Since George Floyd’s death in May last year, police outages of colored races escalating due to violence and death have received national attention.
But there may be more to this hotly contested issue. New Rutgers University-Camden research shows that young people are more likely to cause emotional distress than whites, even if they witness a police stop.
“I didn’t think the findings were so clear,” said Dan Semenza, an assistant professor at Rutgers–Camden. “Black, Hispanic, and multi-ethnic youth all have a much higher rate of mental distress and feel scared, angry, or unsafe than white youth.”
Cemenza and the co-author of the study co-authored a witnessed police stop in a new paper entitled “Unpacking Racial / Ethnic Disparities in Emotional Distress between Witnessed Police Stopped Adolescents.” We are investigating the racial and ethnic disparities in emotional distress within. Adolescent Health Journal..
This treatise describes the health effects of children who have witnessed police stop even though they have not been stopped by the police themselves, and which of these experiences depends on the race of the child and the type of interaction they have witnessed. Investigate how different it is.
Researchers including Dylan Jackson of Johns Hopkins University. Juan Del Toro of the University of Pittsburgh; Alexander Testa of the University of Texas. Michael Vaughn of the University of St. Louis analyzed data on adolescents born in cities in the United States from the latest wave of research on the health of vulnerable families and children. Semenza oversampled young people at high risk of criminal justice involvement, violence involvement, and police encounters in an important survey of about 4,800 people born between 1998 and 2000. It states that there is.
“I would like to use these specific data as this is an important dataset that reaches the center of a high-risk population that may be experiencing relatively rare events such as intrusive police outages. I came to think, “he says.
In addition to the racial and ethnic disparities in emotional distress reported, according to Rutgers–Camden researchers, this distress is a more characteristic cessation mainly in colored youth, especially black and multi-ethnic children. It turned out to be due to the fact that he was experiencing an officer’s intrusion and procedural fraud.
According to Semenza, police intrusion is defined as physical examination or stroking, searching for personal bags or pockets, using harsh words or racial slurs, threatening, or using physical force. I did.
“This adds to the danger and anxiety being witnessed due to tensions in police stops,” says Semenza.
In addition, procedural justice was measured for the child’s reaction to whether the suspended people were being treated in the right way. For example, did police officers tell people why they were stopped, their rights were respected, and they were treated with dignity and respect?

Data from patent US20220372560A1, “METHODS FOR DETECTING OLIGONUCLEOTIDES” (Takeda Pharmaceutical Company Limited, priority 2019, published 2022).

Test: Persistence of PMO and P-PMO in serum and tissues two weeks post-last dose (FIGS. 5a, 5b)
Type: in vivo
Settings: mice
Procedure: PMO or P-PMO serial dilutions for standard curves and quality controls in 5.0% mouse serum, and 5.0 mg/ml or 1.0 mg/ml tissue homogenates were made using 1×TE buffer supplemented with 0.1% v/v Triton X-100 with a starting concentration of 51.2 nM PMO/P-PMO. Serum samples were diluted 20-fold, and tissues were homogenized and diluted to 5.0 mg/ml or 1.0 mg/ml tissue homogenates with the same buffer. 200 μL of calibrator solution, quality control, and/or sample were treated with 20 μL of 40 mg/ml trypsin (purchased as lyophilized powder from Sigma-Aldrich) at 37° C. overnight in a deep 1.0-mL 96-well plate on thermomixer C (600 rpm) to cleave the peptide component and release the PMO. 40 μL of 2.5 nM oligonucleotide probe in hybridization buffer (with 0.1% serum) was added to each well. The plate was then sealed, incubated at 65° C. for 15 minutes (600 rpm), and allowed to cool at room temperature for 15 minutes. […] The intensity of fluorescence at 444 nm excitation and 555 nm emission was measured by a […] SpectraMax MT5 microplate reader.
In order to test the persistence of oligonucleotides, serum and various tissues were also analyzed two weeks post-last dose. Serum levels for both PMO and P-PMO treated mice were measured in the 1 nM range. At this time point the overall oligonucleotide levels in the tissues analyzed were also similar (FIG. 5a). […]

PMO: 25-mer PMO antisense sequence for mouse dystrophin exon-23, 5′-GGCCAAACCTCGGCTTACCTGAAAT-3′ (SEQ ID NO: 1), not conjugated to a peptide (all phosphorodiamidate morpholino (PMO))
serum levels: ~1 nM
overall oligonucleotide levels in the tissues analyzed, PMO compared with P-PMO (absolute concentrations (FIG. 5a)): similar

Researchers have learned from previous studies that blacks, Hispanics, and multi-ethnic youths are exposed to police encounters because police are located in colored communities, especially in disadvantaged communities with high poverty and unemployment. I will explain that it was. However, when researchers further investigated the types of police stops that children were witnessing, racial disparities were terrible.
“A concrete look at officer intrusion and procedural justice really made these differences come to light, which was the driving force behind this treatise,” he says.
Researchers at Rutgers–Camden found that in addition to media-published police stops of colored races, these higher exposures to police stops for colored youth could have catastrophic consequences. Claims to be.
“These daily outages have a spillover effect on the community, even if people themselves are not directly involved in the quarrel,” says Semenza.
Based on the findings, he says crackdown practices and policies need to be revisited to reduce excessive crackdowns in the color community.
“This must be backed up by investments to change these police practices,” he says. “Otherwise, it will continue.”
He also argues that colored youth can benefit from additional intervention strategies both inside and outside the school-screening by school coaching counselors, psychologists, or doctors among them-these. Address the incidents that the children are seeing and identify the child undergoing post-traumatic treatment. Increased traumatic stress and anxiety. Trauma from these episodes can have long-term health implications as the child grows into adulthood, he says.
“The approach I take with my colleagues is based on the trauma of the life course,” he says. “We have early trauma to improve how childhood exposure to violence affects outcomes in later stages of life, and to improve outcomes in the next 50, 60, and 70 years of life. I would like to think about how we can think of reducing to. ”
Researchers are investigating the impact of police outages on youth mental health
Dylan B. Jackson et al. Unpacking racial / ethnic disparities in emotional distress between witnessed police parked adolescents, Adolescent Health Journal (2021). DOI: 10.1016 / j.jadohealth.2021.02.021
Courtesy of Rutgers University
Quote: The police witnessed a youth of color obtained from https://phys.org/news/2021-04-witnessing-police-emotional-distress-youth.html on April 23, 2021 (April 23, 2021). More likely to cause emotional distress in the day)
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Witnessing police is more likely to cause emotional distress to young people of color
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